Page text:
Nothing 'virtual' about the reality of VR technology opportunities in Buffalo
When it comes to virtual reality and augmented reality, our minds wander to the big names of new entertainment. While “VR” headsets, Google Glass and Pokémon Go dominate headlines, some of the real progress being made is being overshadowed – and some of it is right here in Buffalo.
“Our abilities and capabilities as a region around manufacturing of different materials and different kinds of products is tremendous,” said Mike Canzoneri, who co-founded Argyle Technology Group four years ago.
“There’s a huge opportunity in manufacturing and production space in the way we sort of think of things in a traditional, east coast, blue collar kind of way, but using those tools to make those processes more efficient, to make them faster, to make them more exact and precise,” Canzoneri said. “There’s definitely a lot of opportunities there.”
Argyle has developed two augmented reality, or “AR,” applications. One is an educational demo where students have to refuel a fighter jet. The other teaches students how to do an engine transmission alignment on a helicopter using a device made by a business affiliate.
“They hold the tablet and they look around the room with all the equipment there, with some cranes, an engine and a transmission, and they have to work to do that alignment,” Canzoneri said. “Which is – just doing it visually – very difficult. It’s really letting the students sort of struggle for a little while and then handing them a Heads Up device.”
This small device attaches to safety glasses. The built-in LEDs light up to let students know the positions of the cranes and engine, which are all displayed on a smart tablet.
“It’s very easy to understand, very easy to play, always a success,” Canzoneri said. “The student really gets an idea of how augmented reality can really impact a real life process.”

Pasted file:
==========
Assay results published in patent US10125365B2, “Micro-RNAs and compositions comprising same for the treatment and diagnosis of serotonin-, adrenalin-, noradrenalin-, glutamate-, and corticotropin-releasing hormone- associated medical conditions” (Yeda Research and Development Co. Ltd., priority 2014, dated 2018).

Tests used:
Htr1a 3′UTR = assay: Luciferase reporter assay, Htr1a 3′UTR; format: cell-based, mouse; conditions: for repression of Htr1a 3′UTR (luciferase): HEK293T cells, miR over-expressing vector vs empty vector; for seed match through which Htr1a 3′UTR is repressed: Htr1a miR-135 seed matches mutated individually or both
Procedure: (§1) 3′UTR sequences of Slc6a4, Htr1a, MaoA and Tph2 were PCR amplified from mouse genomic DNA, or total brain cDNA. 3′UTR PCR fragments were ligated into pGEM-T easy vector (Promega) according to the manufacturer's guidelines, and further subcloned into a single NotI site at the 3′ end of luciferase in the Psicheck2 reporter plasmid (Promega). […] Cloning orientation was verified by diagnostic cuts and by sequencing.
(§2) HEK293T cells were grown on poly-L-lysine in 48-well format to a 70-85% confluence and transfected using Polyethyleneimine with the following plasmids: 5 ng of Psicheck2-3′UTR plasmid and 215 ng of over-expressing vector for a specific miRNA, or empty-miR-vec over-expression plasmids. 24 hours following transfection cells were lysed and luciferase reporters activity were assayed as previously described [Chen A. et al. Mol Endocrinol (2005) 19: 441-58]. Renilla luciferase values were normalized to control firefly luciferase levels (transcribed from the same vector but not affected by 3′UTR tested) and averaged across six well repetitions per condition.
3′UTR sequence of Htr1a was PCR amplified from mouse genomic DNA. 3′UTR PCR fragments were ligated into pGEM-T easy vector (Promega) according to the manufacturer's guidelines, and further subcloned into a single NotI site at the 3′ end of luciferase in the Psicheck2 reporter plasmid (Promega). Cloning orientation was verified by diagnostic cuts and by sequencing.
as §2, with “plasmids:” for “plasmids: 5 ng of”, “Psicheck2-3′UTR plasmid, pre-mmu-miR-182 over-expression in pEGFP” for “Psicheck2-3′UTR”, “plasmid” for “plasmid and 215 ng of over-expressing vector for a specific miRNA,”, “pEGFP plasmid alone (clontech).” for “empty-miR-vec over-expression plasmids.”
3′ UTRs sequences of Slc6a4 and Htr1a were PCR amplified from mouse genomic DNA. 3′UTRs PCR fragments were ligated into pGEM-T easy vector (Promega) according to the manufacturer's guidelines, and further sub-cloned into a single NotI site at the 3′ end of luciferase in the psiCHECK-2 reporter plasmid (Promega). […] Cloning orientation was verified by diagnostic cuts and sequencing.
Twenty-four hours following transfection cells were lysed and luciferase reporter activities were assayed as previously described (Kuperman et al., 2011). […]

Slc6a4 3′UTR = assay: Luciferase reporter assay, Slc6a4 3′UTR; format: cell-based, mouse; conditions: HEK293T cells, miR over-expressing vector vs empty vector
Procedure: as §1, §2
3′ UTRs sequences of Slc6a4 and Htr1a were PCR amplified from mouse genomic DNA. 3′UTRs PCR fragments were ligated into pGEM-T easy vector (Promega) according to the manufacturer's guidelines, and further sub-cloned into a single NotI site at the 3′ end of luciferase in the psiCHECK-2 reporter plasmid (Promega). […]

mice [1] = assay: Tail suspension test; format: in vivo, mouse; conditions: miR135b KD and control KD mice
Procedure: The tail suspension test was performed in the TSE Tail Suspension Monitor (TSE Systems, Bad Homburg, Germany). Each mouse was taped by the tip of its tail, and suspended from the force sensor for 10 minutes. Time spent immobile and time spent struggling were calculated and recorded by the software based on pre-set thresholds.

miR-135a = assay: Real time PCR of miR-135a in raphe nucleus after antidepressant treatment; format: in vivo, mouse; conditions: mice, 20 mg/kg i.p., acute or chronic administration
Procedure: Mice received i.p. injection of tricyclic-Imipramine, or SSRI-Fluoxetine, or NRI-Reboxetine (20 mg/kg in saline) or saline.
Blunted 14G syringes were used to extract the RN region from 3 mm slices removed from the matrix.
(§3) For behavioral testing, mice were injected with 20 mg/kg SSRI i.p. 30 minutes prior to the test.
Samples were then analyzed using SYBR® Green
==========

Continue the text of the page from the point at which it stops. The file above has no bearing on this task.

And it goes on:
For Canzoneri, choosing to work with Heads Up was a no-brainer:
“Heads Up, being a local Buffalo startup, was definitely a goal of ours to incorporate them in this project,” Canzoneri said.
Heads Up Display Co-founder Clark Dever said the device was recently used by the construction firm that built the new SolarCity plant. It was just recognized by the Occupational Safety and Health Administration as one of the most innovative solutions for preventing noise-induced hearing loss in the workplace.
“It’s a product for industrial safety,” Dever said. “So we put a noise monitor on a device that attaches to safety glasses and allows workers to know when they are in a hazardous environment and when they should put hearing protection in.”
Dever believes the opportunity to expand augmented reality goes far beyond commercial markets.
“I think we’re starting to see the first set of companies come out that are focused on real problems for people at work doing their job,” Dever said. “People are starting to see the economic drivers to develop the technology further, like applications that can be used to make money as opposed to just entertainment.”
Dever also believes our region can be a hub for these industries.
“In Rochester, it’s basically the optics capital of the world. You have expert engineers that are solving the problems with Heads Up Displays. In Buffalo, you have a long history of biosciences and software development and engineering in places like UB. Those two things combined create practical applications for augmented reality.”
Professor Ehsan Esfahani is director of the Human in the Loop System Laboratory at the University at Buffalo. The lab is a controlled system that hopes to use virtual reality to help stroke patients.
“After the stroke, you may not be able to completely do those kind of fine motor movements,” Esfahani said. “Now we have a robotic system, we have a haptic system which provides some additional force and moves your hand in that specific direction that you intend.”
The lab places electrode headsets on users that provides the system with instant feedback on user engagement. Esfahani is also working on a project that intends to help UAV pilots navigate multiple drones at the same time.
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Canzoneri said his group is in the early stages of developing an app that will virtually fit medical equipment onto people.
“When you start to get into the other applications, whether it’s around cancer research, cancer therapy, whether it’s around the tremendous number of medical device and medical appliance companies that are prevalent in the Buffalo area, there’s a significant opportunity there.”